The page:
DroboPro is here, and it’s quite a compelling offering. It’s generating buzz (DroboPro was the number one trend on Twitter for a while on Tuesday) but is it deserving? In a word, yes. But I’m still not going to buy one!
The Drobo for Pros
Just as in Apple’s Mac and MacBook lineup, the “Pro” name denotes more of everything for the pro user or small business. The most obvious addition is four more drive slots, bringing maximum capacity up to eight 2 TB drives or a solid 16 TB of raw storage. Mix in data protection with Drobo’s unique BeyondRAID and subtract disk drive “liars inches”, and you’re left with 10.9 or 12.5 TB of usable capacity.
The difference in potential usable capacity is another Pro feature – optional protection from double drive failure. Nice! Users might be tempted to turn off this RAID-6-ish double parity protection in order to gain a little extra space, but I’d strongly suggest against that. With 8 drives spinning, the system is bound to eat a drive now and then, and good old Murphy’s Law (or the notorious bathtub curve of drive failures) is sure to spell doom for your data without extra protection. I suppose single-drive protection is acceptable for a 4-drive unit, but eight drives drives the risk of loss unacceptably high.
Around back is another major surprise: A gigabit Ethernet port. No, the Drobo Pro doesn’t incorporate the DroboShare’s NAS technology. Instead, the company added a simple and speedy iSCSI stack, bringing some serious performance potential to “the little drive array that could.” The company says that a gigabit iSCSI connection pushes nearly 80 MB/s, easily tripling the throughput of the system’s FireWire 800 or USB ports.
PC owners might be put off by the lack of an eSATA port, but they would be wise to use iSCSI instead. Warning: Watch out for the limited performance of low-end gigabit Ethernet switches! Just about any iSCSI initiator ought to be able to connect to the Drobo, and Windows users will happily use Microsoft’s solid and free software to connect. But iSCSI on the Mac is another matter, and Drobo dropped a bombshell here: They cooked up their own simple software iSCSI initiator for OS X and are offering it free to all! This is shout-out-loud news since functional OS X iSCSI software costs hundreds of dollars from other vendors and Apple’s built-in Leopard iSCSI support is AWOL even in the latest Snow Leopard builds.
On the software side, Drobo remains amazingly simple to configure. You won’t find even a dozen buttons in the management interface, and no tuning or configuration is required. The software continues Drobo’s tradition of presenting all attached storage as a 16 TB drive, regardless of how much is really installed. This means that capacity can grow and shrink as drives are hot-swapped in and out without the connected server even noticing. The Pro does add one new trick: You can tell it to present up to 16 of these fibbing drives to the attached server if you’d like to segment your data a bit. Pro owners can also disable drive spin-down for server use.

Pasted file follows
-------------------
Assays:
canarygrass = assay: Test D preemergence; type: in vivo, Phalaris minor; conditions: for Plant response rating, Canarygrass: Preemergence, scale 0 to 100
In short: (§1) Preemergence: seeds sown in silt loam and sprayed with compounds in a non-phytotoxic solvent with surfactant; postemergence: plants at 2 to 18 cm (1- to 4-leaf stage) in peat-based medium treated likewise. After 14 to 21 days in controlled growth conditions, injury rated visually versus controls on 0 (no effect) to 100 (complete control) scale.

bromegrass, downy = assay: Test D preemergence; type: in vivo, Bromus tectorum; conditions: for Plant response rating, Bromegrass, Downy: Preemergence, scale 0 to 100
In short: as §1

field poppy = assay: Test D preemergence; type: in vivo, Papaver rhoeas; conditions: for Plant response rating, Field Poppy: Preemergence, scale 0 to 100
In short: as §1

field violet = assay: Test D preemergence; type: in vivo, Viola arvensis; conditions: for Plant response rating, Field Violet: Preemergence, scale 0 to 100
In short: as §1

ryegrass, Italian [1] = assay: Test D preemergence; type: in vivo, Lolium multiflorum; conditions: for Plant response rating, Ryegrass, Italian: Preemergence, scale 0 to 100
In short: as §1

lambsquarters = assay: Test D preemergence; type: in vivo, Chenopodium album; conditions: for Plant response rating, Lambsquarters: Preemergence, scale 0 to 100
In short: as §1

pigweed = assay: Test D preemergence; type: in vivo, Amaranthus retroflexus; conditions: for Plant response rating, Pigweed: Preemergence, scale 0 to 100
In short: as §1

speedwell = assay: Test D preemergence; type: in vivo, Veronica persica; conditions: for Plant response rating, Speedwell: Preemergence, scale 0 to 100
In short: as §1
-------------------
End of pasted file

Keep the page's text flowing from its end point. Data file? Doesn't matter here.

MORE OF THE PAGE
Drobo is positioning the Pro model as the perfect small business storage system, and I certainly wouldn’t hesitate to recommend it as bulletproof small-office storage. By far, DroboPro is the simplest storage device to manage, expand, maintain, and install. It’s cheap compared to other 8-drive RAID systems at $1200 empty and can grow to meet the needs of a dozen folks, or one especially productive one, with ease. Connect a Drobo Pro to your Mac Pro and you’ll grin like a little girl who just got her very own pony!
No Drobo For Me
Although I love DroboPro even more than Drobo classic, it’s not for me. DroboPro is exactly what the majority of folks need, but its intentional simplicity means that it wouldn’t work in my home office environment.
You see, Drobo can still only be connected to a single computer. Although the Pro unit sports a total of four ports on the back (two FireWire 800, one USB 2.0, and the gigabit Ethernet), users must pick one and ignore the rest. Even the iSCSI support is limited to serving up a single target. This is not a home SAN. It’s not even suitable as a Time Machine target for two Macs.
Yes, you can share the capacity of a Drobo with NFS, SMB, or AFP using a computer or DroboShare, but that’s not what techies like me want. We want to share its storage directly among a few computers, something the Drobo Pro teases with its iSCSI support but refuses to deliver. And don’t be fooled: The second FireWire port is for daisy-chaining other FireWire devices, not connecting multiple systems.
Do you want to support a mail server and a file server in your small office? Buy two Drobos or combine them into a single computer. But I’m not going to do this at home. Data Robotics also hasn’t yet logo-qualified the Drobo Pro for Windows but it worked fine in their demo. I’d love to see ESX and Hyper-V qualification, too!
Finally, note that not all of these features are trickling down to the 4-bay Drobo. It is obviously not iSCSI-capable, since it lacks both the gigabit Ethernet port and dual-core processing muscle of its big brother. Dual-drive data protection, drive spin-down disable, and multi-volume capability are missing as well, though I’d love to see the latter especially.
Despite these limitations, I would not hesitate to recommend Drobo and DroboPro as the best simple storage available.